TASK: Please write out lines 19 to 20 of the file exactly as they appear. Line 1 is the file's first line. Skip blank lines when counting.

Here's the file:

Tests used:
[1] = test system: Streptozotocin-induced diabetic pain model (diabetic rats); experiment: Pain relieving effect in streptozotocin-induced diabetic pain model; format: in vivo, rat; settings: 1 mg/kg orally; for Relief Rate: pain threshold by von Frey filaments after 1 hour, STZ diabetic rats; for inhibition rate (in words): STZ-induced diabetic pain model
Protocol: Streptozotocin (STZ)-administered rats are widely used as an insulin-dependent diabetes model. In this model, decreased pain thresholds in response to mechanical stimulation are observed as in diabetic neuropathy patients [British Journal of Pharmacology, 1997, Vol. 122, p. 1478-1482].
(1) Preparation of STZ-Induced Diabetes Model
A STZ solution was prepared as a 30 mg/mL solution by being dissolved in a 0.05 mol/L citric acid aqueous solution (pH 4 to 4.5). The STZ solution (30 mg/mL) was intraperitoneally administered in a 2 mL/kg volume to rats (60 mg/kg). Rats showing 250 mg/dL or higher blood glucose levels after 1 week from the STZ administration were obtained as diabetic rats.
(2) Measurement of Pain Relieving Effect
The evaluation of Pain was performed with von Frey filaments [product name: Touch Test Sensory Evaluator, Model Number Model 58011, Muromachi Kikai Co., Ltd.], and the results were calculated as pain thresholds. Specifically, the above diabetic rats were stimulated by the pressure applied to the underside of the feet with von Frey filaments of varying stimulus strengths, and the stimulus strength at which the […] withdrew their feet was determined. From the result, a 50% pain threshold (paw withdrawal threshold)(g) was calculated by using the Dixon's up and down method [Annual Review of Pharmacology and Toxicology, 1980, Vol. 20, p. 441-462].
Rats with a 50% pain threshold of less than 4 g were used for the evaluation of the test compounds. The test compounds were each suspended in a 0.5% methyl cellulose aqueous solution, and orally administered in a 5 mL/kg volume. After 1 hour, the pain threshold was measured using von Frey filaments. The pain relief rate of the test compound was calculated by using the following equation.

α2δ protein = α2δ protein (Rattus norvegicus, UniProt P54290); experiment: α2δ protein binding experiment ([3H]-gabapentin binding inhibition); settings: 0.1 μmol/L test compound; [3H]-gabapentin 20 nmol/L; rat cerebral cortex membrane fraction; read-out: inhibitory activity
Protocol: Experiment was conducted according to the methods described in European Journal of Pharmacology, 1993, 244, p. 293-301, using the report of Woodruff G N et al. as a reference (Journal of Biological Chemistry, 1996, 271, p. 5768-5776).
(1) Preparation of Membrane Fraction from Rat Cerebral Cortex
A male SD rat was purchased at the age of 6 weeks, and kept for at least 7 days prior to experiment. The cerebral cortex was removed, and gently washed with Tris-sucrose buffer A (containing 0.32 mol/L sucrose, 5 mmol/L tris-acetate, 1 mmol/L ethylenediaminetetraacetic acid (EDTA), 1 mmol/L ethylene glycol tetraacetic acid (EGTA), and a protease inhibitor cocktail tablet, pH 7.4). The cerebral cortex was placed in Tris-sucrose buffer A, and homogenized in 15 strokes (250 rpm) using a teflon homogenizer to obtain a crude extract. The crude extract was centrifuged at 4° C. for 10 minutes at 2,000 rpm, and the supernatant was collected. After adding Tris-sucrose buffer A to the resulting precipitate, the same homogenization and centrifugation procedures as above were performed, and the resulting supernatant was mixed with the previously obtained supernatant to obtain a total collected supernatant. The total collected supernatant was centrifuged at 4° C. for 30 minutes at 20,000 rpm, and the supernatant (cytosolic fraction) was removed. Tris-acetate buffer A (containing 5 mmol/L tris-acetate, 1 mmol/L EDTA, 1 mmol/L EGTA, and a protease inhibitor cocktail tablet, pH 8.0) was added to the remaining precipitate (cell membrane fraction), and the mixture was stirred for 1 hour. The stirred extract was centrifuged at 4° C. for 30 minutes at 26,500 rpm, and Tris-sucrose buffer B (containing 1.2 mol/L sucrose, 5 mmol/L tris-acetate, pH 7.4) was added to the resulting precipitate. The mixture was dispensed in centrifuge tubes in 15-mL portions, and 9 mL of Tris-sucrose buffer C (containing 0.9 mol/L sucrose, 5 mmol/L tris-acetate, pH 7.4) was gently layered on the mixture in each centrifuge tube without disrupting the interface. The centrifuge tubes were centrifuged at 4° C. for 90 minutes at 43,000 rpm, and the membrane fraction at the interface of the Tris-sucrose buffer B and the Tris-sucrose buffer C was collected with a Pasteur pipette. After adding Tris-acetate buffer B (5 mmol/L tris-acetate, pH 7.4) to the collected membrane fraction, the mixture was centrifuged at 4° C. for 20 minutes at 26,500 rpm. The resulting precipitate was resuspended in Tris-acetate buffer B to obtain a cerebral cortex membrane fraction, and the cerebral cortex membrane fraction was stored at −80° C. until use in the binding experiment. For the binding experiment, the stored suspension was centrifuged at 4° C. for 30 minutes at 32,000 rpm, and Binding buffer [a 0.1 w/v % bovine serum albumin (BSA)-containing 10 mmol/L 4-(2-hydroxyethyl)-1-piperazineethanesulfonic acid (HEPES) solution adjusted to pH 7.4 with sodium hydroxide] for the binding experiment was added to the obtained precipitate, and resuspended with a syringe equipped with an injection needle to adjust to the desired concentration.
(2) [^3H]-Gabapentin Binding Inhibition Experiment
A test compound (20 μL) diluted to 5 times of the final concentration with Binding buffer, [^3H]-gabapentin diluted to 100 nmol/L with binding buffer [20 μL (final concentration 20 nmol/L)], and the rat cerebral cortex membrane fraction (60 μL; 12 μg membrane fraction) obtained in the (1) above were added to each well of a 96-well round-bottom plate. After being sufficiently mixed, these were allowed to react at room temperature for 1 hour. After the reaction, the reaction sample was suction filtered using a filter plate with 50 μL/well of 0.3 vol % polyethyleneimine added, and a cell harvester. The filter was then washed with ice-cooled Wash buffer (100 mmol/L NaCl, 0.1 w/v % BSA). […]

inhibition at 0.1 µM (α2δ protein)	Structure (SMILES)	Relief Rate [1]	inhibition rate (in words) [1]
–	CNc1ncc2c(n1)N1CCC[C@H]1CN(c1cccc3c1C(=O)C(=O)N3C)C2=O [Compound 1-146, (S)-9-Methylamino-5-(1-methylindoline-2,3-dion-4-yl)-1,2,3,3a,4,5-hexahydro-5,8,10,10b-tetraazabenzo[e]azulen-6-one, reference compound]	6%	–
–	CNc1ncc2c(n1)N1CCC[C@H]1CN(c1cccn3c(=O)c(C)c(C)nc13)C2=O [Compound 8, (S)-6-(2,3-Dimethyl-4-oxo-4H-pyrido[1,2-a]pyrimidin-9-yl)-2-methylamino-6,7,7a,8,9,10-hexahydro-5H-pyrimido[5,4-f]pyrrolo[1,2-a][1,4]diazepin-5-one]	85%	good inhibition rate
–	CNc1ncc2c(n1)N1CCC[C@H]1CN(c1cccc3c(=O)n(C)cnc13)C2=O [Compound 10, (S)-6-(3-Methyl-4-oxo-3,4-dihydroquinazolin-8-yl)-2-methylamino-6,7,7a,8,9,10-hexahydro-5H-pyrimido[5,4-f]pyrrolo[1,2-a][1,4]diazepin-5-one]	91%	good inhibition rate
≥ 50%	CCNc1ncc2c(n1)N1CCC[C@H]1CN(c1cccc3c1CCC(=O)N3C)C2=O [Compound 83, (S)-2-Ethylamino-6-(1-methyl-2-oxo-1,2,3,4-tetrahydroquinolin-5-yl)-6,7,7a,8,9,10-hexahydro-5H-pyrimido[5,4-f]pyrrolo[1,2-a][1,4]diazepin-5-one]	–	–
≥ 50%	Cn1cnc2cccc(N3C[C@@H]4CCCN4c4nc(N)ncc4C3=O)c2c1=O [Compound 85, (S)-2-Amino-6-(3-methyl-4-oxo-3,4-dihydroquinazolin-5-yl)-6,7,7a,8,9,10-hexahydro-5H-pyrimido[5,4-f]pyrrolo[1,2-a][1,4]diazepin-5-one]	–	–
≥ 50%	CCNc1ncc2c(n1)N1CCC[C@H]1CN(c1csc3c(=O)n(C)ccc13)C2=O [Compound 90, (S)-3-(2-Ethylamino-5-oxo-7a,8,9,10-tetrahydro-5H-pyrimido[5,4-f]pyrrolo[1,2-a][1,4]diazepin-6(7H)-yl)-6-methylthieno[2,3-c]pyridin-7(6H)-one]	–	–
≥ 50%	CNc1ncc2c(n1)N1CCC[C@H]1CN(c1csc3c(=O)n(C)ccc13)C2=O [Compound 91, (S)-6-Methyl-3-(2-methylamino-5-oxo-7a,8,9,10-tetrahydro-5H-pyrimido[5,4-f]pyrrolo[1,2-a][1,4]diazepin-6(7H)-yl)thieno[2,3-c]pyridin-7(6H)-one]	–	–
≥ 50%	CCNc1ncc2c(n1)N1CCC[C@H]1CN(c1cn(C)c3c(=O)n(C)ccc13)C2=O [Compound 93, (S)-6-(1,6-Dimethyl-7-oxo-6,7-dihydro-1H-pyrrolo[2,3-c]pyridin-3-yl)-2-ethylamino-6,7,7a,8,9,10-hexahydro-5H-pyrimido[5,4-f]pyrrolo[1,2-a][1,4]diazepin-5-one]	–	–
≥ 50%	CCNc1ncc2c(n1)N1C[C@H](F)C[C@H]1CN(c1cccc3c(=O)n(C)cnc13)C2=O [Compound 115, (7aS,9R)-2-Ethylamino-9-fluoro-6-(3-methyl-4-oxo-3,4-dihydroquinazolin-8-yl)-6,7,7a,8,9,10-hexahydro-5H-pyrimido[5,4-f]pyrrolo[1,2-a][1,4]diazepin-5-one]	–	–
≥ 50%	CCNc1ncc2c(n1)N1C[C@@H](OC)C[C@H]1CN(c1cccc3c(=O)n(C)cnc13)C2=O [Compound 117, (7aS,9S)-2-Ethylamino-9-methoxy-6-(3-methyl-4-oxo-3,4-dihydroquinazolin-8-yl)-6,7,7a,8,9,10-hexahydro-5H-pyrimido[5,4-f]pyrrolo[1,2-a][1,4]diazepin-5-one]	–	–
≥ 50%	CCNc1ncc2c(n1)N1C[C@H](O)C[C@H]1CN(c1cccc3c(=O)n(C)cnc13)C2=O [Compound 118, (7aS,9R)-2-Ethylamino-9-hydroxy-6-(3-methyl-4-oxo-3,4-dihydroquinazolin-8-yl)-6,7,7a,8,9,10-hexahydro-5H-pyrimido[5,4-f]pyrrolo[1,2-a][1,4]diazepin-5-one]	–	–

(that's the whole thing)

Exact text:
≥ 50%	CCNc1ncc2c(n1)N1CCC[C@H]1CN(c1cccc3c1CCC(=O)N3C)C2=O [Compound 83, (S)-2-Ethylamino-6-(1-methyl-2-oxo-1,2,3,4-tetrahydroquinolin-5-yl)-6,7,7a,8,9,10-hexahydro-5H-pyrimido[5,4-f]pyrrolo[1,2-a][1,4]diazepin-5-one]	–	–
≥ 50%	Cn1cnc2cccc(N3C[C@@H]4CCCN4c4nc(N)ncc4C3=O)c2c1=O [Compound 85, (S)-2-Amino-6-(3-methyl-4-oxo-3,4-dihydroquinazolin-5-yl)-6,7,7a,8,9,10-hexahydro-5H-pyrimido[5,4-f]pyrrolo[1,2-a][1,4]diazepin-5-one]	–	–